The other day, while the rest of Kenya slept, MPs in Kenya awarded themselves a $107,000 retirement bonus in one of the last sessions of parliament before the next elections in March. The two bills passed, with ONLY 30 MPs present, have gone to President Kibaki for signature.
This is the second time MPs have embarked on this shameless act of desperation, and to President Kibaki’s credit, he vetoed the first bill last October. Now his legacy, as he leaves office after his second term, rides on what he does this time around.
This is an act that borders on criminality, especially in light of the fact that the average Kenyan earns $1,700 a year.
Kenyan MPs are the highest paid in Africa, earning $13,000 a month or $156,000 per year. Just imagine: for a country whose national budget largely depends on foreign aid, these pseudo-honorables ought to hang their heads in shame. This thirst for public funds just made Kenya stare ruin in the face.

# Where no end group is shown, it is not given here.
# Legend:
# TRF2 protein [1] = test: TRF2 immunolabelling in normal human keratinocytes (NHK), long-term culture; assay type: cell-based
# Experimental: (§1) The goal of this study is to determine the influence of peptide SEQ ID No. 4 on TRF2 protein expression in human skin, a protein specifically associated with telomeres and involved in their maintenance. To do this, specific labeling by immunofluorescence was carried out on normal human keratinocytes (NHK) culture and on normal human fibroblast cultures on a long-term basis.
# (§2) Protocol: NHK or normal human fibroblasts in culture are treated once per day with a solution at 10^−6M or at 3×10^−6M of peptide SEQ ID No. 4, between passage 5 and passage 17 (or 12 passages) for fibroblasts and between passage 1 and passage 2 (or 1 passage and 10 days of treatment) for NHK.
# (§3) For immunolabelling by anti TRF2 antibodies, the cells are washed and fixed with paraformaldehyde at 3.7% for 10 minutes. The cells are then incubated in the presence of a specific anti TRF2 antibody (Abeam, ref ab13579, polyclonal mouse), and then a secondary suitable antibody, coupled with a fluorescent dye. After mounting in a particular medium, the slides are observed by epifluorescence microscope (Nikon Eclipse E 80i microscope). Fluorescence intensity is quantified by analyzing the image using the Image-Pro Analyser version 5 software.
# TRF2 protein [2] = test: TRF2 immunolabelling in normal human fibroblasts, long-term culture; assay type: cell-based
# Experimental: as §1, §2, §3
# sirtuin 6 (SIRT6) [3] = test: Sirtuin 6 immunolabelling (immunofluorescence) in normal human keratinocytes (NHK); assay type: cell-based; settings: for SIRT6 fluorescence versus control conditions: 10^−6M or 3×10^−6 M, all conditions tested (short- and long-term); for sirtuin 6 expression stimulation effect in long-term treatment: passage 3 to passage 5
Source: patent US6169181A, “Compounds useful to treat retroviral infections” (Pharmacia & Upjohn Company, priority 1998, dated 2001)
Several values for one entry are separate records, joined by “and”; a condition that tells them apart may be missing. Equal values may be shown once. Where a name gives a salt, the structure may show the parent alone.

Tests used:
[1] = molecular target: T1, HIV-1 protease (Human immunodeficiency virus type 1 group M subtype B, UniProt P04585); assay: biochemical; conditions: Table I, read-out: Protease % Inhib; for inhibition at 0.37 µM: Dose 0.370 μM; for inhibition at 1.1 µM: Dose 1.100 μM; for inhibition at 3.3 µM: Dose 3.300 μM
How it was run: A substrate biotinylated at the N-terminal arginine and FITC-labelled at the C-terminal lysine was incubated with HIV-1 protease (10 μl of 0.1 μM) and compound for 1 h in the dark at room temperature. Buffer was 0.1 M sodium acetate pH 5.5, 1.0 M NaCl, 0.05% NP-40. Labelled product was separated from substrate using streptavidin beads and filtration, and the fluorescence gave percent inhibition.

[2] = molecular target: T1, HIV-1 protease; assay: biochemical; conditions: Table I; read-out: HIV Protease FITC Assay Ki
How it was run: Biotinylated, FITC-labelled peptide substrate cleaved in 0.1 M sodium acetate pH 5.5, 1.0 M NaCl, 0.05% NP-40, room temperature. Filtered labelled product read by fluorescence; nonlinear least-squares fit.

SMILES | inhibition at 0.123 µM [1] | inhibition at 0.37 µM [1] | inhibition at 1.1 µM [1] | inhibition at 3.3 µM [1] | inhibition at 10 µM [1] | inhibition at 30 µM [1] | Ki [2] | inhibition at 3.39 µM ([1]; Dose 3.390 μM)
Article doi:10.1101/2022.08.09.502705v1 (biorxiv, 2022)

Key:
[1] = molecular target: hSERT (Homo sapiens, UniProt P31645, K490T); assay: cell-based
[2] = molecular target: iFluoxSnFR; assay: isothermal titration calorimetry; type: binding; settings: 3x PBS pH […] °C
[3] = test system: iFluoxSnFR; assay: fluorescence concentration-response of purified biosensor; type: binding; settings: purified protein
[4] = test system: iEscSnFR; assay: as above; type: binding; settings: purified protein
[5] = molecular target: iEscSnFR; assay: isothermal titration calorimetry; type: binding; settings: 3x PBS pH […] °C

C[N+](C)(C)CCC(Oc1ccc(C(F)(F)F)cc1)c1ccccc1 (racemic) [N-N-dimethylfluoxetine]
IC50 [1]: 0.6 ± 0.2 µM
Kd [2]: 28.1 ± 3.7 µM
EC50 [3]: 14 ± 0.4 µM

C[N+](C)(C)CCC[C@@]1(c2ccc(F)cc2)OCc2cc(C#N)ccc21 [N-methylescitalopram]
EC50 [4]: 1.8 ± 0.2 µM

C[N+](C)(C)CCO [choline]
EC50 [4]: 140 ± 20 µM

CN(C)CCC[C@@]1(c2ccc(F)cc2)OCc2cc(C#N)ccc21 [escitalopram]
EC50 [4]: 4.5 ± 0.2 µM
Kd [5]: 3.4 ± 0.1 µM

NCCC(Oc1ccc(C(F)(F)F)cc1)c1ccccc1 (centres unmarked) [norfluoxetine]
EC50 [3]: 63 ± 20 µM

For the record : Kenya spends 80% on salaries, and ONLY 20% on development. It does not add up.
But, hold on : these jokers did not stop at the cash bonanza, which by the way included a one time 9.3 million shillings cash golden handshake. The MPs also want the following perks: a funeral paid for by the State, a driver for life, diplomatic passports and access to VIP lounges in the country. The benefits for cabinet ministers and other fat cats are too painful to mention here.
What is next, as the nation teeters on the brink of collapse as March elections loom, mainly run on ethnic lines? The future does not look good, and this un-statesmanly conduct by greedy parliamentarians should force Kenyans to take a lesson from the Arab Spring.